Skip Willett looks over the destruction of the Sapa-Johnsrud Babe Ruth Field stadium on Tuesday morning, June 28, in Columbia Falls.

The hardest days to be a photographer are ones when you have to photograph someone’s tragedy.

Last night a fire in a dumpster (possibly fireworks set off by kids) led to a fully engulfed structure fire that destroyed the Sapa-Johnsrud Babe Ruth Field stadium in Columbia Falls. The stadium was built in 1989 by community volunteers like Bob Smith. He stands in the field, looking at the shell of what they had done and sadly states, “What a shame.” Smith looks up at the roof, now charred and black and gaping with holes, and remembers being up there and working on the roof.

photojournalism frame shot fire montana

This was my favorite photo of the day. It’s a frame shot using the burnt out structure to draw attention to Ray Queen, right, Nancy Underdahl, treasurer, another other on-lookers at the scene of structure fire that destroyed the Sapa-Johnsrud Babe Ruth Field late on Monday night, June 27, in Columbia Falls.

The coach, Ray Queen, is there, he paces the infield making calls, gathering and giving information, and starting the process of starting over. “It’s so ironic,” said Queen. “The last game we played here was Sunday. We played Kalispell and were winning 16-0 by the end of the third inning. The Kalispell team called it quits at that point. We weren’t trying to run up the score. I was out at third base signalling my team, ‘No more steals.'” Is it comforting at all to think that the final game was a victory?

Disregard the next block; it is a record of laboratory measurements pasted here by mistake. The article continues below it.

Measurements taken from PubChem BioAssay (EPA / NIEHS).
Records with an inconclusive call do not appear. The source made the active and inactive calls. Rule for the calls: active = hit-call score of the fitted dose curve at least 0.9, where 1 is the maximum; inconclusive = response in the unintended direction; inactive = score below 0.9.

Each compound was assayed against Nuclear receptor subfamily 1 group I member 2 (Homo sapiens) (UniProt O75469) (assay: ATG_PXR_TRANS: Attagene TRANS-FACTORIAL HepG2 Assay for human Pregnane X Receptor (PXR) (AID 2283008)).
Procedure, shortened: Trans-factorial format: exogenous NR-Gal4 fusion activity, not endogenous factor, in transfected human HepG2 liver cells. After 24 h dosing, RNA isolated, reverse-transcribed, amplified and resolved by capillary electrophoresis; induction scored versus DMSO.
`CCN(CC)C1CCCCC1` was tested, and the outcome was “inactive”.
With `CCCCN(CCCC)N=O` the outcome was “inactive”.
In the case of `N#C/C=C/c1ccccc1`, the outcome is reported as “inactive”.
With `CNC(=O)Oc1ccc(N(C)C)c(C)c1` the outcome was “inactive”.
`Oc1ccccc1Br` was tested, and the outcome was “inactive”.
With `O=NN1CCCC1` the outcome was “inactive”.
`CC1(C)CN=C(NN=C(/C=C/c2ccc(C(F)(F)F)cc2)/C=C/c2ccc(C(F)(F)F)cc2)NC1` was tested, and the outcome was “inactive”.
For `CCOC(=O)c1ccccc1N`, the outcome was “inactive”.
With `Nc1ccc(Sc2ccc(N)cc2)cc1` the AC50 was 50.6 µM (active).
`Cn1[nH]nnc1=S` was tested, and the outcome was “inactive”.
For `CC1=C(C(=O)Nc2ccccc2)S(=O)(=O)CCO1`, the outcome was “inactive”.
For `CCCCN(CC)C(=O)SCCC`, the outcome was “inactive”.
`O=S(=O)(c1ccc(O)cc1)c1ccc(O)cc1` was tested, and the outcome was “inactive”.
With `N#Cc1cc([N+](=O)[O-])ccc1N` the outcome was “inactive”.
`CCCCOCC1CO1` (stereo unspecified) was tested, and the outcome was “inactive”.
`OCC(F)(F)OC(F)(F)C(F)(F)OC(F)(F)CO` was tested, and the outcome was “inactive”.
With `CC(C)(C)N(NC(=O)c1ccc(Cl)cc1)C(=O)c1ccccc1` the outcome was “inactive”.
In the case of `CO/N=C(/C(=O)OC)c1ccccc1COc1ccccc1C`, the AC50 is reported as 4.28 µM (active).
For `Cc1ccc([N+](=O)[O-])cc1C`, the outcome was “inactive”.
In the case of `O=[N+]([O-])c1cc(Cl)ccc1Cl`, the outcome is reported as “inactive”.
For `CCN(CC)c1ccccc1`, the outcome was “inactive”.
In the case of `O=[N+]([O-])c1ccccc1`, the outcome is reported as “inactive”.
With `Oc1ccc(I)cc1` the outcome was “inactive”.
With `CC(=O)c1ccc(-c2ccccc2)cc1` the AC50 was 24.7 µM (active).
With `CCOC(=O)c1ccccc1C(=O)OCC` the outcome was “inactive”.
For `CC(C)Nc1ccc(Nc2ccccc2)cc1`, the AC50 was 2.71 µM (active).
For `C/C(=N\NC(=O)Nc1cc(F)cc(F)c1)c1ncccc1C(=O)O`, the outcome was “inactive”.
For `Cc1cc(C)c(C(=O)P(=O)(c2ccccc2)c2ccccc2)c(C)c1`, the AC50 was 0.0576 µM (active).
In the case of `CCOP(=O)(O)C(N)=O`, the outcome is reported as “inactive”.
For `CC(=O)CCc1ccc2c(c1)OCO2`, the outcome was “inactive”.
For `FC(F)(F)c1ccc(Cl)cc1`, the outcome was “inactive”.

For Queen this day is especially hard. This is what he told Daily Inter Lake reporter Katheryn Houghton:
The Sapa-Johnsrud Babe Ruth Field was named in memory of two former players who had gone to the Babe Ruth World Series in 1983, Jimmy Sapa and and Ray Johnsrud.
A year after the team went to the series, the two players died in a collision with a train while driving home from a baseball practice.
“I had played with them until their tragic death,” Queen said. “This fire makes it feel like that’s happening all over again.”

coach baseball stadium fire ruins

Ray Queen stops to have a portrait taken in front of the ruins of the Sapa-Johnsrud Babe Ruth Field stadium on Tuesday, June 28, in Columbia Falls.

In the scope of possible tragedies, this one is not as severe as a life lost. And yet, this is an emotional day for people. And coming in to photograph a painful moment in someone’s life is never easy. On the one hand, the paper has to have a photograph of this. The field is a landmark for the community and we can’t just ignore its destruction. We, the members of the news media, console ourselves and hope that our stories and photographs will inspire community members to get involved, donate time or money or resources, to help with the rebuild. But that doesn’t make taking the pictures easier.